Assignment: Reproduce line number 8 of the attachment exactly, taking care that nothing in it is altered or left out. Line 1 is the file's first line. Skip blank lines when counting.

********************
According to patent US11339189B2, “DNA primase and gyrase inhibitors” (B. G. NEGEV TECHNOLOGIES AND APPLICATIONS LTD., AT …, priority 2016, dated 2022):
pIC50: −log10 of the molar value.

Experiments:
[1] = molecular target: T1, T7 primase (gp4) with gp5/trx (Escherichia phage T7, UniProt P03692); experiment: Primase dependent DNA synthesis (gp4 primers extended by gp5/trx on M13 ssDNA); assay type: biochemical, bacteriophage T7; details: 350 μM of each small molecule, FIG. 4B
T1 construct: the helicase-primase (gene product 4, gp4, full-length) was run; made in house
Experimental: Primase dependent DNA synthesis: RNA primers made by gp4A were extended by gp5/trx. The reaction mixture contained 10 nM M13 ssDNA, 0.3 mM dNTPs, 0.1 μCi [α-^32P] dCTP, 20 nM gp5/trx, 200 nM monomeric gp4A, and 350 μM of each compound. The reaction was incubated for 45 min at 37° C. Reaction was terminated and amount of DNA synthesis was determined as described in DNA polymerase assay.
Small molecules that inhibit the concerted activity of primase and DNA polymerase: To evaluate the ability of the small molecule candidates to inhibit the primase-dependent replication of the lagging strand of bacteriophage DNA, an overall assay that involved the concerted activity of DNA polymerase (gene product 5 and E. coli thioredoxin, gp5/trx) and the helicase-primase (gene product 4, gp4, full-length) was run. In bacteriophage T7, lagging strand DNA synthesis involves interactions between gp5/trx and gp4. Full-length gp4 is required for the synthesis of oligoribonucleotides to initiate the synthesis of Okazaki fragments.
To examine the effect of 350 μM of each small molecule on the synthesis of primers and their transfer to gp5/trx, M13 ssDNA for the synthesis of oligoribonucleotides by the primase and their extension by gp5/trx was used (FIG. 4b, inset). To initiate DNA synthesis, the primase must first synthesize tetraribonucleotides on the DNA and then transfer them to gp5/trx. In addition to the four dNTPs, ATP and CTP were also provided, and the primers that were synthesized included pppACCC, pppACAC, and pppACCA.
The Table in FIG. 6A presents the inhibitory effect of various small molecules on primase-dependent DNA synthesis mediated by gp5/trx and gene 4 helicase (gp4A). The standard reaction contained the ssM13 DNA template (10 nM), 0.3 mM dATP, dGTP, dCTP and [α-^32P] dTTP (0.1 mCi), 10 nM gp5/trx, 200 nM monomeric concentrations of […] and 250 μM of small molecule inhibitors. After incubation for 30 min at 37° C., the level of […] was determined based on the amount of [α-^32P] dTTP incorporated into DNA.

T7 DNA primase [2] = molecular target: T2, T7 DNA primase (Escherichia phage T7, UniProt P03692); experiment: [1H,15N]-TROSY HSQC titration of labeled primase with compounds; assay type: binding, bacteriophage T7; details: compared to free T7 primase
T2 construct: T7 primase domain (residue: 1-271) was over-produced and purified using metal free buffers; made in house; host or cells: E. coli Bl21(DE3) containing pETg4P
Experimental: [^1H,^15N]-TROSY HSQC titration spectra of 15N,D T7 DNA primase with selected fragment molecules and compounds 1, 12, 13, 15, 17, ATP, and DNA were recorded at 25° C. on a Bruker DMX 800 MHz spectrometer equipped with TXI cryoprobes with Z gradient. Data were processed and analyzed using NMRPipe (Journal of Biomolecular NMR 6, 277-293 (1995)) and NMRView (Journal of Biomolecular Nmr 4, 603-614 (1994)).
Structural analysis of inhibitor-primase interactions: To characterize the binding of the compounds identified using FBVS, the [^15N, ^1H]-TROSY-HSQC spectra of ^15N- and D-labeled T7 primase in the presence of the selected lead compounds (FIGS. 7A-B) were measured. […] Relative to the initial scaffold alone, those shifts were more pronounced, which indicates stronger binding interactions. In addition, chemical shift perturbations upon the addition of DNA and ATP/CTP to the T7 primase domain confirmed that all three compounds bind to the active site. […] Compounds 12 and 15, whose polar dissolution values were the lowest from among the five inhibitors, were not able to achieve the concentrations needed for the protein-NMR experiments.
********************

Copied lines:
To examine the effect of 350 μM of each small molecule on the synthesis of primers and their transfer to gp5/trx, M13 ssDNA for the synthesis of oligoribonucleotides by the primase and their extension by gp5/trx was used (FIG. 4b, inset). To initiate DNA synthesis, the primase must first synthesize tetraribonucleotides on the DNA and then transfer them to gp5/trx. In addition to the four dNTPs, ATP and CTP were also provided, and the primers that were synthesized included pppACCC, pppACAC, and pppACCA.